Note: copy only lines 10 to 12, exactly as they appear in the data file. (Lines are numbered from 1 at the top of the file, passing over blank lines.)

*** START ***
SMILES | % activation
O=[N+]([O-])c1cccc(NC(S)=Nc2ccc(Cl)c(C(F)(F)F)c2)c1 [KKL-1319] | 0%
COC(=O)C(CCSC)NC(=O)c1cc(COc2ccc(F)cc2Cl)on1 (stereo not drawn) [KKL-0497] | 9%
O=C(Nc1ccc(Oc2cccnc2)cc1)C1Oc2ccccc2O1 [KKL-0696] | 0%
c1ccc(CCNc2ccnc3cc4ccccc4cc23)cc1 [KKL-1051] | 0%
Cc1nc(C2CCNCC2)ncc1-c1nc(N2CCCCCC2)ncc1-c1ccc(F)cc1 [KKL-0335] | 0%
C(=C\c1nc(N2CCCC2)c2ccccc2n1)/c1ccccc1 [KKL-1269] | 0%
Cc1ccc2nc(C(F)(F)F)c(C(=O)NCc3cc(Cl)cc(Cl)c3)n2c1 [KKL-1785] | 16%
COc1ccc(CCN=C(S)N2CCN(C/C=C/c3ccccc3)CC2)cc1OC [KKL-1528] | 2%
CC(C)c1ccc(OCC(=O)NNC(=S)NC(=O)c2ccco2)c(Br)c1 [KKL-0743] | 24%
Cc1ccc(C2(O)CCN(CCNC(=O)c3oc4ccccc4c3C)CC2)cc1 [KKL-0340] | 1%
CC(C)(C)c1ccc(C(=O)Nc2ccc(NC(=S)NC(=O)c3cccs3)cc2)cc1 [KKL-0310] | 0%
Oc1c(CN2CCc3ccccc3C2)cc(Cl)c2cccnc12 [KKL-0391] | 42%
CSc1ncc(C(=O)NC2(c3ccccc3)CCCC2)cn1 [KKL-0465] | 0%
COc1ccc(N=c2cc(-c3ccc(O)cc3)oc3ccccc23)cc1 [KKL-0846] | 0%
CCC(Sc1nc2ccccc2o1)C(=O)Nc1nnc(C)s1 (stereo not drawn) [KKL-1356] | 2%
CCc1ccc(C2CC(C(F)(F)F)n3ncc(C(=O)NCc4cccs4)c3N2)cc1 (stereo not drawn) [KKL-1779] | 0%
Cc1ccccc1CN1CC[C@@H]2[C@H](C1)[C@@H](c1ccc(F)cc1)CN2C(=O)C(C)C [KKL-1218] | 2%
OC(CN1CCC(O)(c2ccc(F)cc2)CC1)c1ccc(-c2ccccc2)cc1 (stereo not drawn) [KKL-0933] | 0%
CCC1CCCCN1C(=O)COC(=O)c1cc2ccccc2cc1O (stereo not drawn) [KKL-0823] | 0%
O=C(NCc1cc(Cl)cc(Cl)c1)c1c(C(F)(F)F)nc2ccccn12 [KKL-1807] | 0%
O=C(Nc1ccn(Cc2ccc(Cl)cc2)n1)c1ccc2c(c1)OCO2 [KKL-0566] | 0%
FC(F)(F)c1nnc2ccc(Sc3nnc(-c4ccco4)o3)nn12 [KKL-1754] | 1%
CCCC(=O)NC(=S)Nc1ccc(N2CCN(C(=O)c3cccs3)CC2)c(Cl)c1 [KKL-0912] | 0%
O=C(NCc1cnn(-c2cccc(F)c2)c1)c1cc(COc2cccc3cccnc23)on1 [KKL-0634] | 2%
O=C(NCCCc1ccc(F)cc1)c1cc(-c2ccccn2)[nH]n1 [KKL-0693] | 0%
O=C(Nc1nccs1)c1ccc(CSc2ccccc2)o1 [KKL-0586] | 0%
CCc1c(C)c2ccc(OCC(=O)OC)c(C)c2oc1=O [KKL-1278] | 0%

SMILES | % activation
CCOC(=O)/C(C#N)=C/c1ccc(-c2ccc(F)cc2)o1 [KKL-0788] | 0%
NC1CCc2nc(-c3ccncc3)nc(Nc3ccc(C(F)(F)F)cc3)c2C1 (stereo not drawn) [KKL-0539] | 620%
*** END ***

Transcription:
CC(C)c1ccc(OCC(=O)NNC(=S)NC(=O)c2ccco2)c(Br)c1 [KKL-0743] | 24%
Cc1ccc(C2(O)CCN(CCNC(=O)c3oc4ccccc4c3C)CC2)cc1 [KKL-0340] | 1%
CC(C)(C)c1ccc(C(=O)Nc2ccc(NC(=S)NC(=O)c3cccs3)cc2)cc1 [KKL-0310] | 0%